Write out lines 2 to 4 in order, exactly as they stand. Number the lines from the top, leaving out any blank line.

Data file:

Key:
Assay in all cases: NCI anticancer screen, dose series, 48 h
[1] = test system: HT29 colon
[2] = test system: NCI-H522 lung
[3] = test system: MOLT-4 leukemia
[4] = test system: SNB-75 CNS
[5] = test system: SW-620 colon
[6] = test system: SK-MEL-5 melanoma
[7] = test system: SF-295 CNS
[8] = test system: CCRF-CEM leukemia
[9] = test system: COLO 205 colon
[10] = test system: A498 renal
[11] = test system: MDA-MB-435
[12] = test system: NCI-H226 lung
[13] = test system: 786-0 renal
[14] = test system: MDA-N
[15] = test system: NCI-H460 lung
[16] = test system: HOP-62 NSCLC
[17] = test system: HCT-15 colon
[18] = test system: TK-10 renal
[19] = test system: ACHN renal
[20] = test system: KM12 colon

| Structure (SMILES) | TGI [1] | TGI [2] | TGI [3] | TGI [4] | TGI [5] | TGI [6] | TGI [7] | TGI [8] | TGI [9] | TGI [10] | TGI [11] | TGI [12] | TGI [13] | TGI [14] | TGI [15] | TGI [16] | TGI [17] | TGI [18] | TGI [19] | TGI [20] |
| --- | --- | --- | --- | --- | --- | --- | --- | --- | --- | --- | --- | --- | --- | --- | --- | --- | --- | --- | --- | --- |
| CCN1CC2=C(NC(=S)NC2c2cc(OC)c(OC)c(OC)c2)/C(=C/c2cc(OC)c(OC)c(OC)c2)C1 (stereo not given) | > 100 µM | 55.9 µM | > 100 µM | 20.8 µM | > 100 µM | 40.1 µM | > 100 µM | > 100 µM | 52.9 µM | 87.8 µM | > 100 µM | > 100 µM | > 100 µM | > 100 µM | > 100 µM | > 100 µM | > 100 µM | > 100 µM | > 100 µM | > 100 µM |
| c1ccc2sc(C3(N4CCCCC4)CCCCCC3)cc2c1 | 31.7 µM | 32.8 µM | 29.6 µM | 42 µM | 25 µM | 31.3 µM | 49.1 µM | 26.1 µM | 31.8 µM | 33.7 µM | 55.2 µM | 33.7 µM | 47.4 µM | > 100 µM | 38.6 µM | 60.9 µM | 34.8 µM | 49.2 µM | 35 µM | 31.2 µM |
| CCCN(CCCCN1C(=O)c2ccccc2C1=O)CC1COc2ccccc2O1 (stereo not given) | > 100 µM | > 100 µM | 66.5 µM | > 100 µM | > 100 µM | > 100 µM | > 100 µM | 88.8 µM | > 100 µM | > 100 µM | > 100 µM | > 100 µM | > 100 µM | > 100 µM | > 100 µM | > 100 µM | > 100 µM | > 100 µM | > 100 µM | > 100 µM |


Assay in all cases: NCI anticancer screen, dose series, 48 h
[1] = test system: HT29 colon
[2] = test system: NCI-H522 lung